Friday, May 3, 2013
This morning I sit in my makeshift sanctuary. It really doesn’t look like a sanctuary. Laundry is spread on the couch waiting to be folded and put away. Dishes from breakfast sit dirty and empty on the coffee table. Books are strewn on both sides of me. One section of a wall has been pulled away to expose our plumbing because a plumber had to come this week. The pack and play sits out because I forgot to put it back in place after the boys left one day. So, it doesn’t look like a sanctuary.
But it doesn’t have to look like a sanctuary to be one. This back room of mine is a sanctuary because of God’s presence. That’s what makes any ground, any place holy.
Burning bushes are sacred and holy because our God reveals himself there. A sanctuary is a place set aside for the purpose of something holy and good. It is a place that has been cleansed and prepared to, at least momentarily, hold the weight of God.
In that sense we, who are his children—his people, are sanctuaries. We, these common earthen pots, hold the surpassing greatness of God. Did you just read that or gloss right over it? Paul says that we have this treasure in jars of clay to show that this all surpassing power is from God and not from us.
Since April 7th I have been involved in a Bible study with a group of women. The book we use? Idol Lies by Dee Brestin. A book about idolatry. A book about cheating on God. A book about turning to other lovers. A book about spiritual adultery. It has been a hard study. But something has happened that we didn’t expect, or at least I didn’t.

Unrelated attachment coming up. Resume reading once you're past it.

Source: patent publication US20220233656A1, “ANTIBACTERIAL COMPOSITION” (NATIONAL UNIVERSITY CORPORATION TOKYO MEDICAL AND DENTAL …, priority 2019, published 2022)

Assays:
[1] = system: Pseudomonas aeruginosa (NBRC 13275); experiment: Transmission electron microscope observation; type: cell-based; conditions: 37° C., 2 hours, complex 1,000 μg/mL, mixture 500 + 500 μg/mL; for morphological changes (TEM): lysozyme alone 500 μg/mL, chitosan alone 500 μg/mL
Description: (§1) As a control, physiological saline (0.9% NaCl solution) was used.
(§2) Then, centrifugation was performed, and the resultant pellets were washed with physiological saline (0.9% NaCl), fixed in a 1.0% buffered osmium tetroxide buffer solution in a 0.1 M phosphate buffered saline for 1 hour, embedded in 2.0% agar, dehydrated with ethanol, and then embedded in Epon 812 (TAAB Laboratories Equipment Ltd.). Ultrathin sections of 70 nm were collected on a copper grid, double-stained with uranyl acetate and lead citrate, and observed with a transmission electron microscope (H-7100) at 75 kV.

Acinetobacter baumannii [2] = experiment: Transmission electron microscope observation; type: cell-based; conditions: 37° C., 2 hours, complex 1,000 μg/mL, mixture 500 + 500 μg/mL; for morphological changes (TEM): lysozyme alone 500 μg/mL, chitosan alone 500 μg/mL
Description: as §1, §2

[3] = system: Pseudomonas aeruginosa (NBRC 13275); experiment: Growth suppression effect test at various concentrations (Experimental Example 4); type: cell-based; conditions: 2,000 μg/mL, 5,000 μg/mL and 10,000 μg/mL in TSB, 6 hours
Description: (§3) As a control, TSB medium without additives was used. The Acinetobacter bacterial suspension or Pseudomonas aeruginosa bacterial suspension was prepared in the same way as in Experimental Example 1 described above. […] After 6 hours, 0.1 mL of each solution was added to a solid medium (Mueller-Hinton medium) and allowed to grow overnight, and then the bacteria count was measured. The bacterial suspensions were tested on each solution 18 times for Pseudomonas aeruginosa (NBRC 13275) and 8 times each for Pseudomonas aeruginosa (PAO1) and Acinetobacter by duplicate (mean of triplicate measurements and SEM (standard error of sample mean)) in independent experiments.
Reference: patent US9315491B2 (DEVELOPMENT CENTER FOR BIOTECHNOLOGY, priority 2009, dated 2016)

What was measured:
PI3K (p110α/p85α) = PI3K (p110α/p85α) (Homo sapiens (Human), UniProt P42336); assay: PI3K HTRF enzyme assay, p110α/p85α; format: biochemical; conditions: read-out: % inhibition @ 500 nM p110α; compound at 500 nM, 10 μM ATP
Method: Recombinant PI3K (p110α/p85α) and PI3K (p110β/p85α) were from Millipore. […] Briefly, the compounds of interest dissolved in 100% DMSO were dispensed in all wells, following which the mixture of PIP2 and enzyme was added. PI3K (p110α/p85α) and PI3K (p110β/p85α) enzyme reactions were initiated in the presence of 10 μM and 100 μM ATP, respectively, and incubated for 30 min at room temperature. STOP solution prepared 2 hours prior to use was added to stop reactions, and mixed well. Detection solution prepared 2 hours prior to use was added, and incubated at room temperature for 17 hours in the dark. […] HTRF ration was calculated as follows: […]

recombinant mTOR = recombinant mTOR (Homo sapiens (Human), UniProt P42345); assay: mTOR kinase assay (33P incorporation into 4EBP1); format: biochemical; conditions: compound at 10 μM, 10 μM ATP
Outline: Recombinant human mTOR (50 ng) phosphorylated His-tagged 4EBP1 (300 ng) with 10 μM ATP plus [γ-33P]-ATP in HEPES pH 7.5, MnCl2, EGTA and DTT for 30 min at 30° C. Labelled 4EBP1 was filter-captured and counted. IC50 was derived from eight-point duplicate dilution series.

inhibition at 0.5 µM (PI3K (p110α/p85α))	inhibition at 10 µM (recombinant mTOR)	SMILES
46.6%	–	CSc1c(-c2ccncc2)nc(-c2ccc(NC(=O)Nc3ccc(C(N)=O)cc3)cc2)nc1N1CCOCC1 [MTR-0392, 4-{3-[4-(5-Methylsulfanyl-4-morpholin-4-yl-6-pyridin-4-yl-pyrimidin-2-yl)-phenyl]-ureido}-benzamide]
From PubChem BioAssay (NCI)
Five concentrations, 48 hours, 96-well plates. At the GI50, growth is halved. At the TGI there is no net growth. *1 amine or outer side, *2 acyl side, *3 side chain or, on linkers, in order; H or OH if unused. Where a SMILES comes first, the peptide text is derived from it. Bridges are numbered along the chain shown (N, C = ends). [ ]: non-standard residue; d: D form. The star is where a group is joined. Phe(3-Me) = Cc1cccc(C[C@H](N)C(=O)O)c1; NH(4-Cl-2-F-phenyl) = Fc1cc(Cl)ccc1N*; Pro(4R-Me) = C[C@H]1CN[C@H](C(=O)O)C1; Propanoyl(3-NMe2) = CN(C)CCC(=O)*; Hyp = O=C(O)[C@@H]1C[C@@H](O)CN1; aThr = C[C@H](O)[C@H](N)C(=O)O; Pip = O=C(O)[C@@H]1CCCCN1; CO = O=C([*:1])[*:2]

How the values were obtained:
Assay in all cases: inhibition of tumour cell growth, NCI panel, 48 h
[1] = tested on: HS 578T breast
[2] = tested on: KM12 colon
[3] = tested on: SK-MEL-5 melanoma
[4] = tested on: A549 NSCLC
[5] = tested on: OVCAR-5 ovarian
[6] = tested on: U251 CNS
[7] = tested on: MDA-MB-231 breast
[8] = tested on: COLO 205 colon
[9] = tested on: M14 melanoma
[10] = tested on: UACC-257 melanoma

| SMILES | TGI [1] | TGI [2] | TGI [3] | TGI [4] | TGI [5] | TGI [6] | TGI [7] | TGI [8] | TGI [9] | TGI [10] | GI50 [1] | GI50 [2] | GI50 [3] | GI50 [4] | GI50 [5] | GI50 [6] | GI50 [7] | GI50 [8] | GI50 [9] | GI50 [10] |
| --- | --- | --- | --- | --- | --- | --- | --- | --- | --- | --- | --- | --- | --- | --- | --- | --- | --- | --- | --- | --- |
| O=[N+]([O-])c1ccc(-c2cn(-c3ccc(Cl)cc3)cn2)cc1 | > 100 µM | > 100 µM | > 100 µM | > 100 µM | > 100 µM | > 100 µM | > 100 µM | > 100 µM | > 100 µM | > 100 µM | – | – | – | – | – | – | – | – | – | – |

We are a messy group. We have issues. We have discovered the idols under our camel’s saddle. It is not a neat and pristine place.
This women’s group, the twenty-seven, has become a sanctuary.
It has become a place of holiness. A place that has momentarily held the surpassing power of God. A place where His presence hovers and abides. A place of protection and safety.
For a little while on Sunday nights these women cry sanctuary. And God hears.
And in this sanctuary I behold the glory of God.
As I look out at the sea of faces I see his weight in each of them. This very essence of Him is radiating from the portals of their eyes that usually swim with unshed tears. And I get overwhelmed. Sometimes I think they need veils. Just for my sake.
I lead this study—that really is a funny thing. Because right now all I can do is stand with Isaiah in the temple. In the sanctuary. And in this sanctuary I see the train of Almighty God’s robe in the honesty, transparency, realness and compassion of these women. I feel his presence in their longing to lay down their idols, to tear down the high places and to allow him to crush their stones.
And I, inside my heart and head, I am crying, “Oh, Lord. Woe to me. I have unclean lips. How can I speak to these women? Bring the coals, quick, before my lips even part. "
Because in the midst of their confessions, in the midst of their tears, I hear them whispering, “Holy, holy, holy is the Lord Almighty.”
And I join them.
All that manifested in Isaiah’s physical temple is happening inside of our spiritual temples. These women are crying, “Holy, holy, holy.” They want their lives to whisper and shout it. And they are stepping in line to have their tongues seared.
And I see his glory.
They are reflecting his glory. They are being transformed into his likeness.
With ever increasing glory they are housing the weight of God.
C.S. Lewis: Weight of Glory
Ephesians 4: 6
One God and Father of all, who is over all and through all and in all.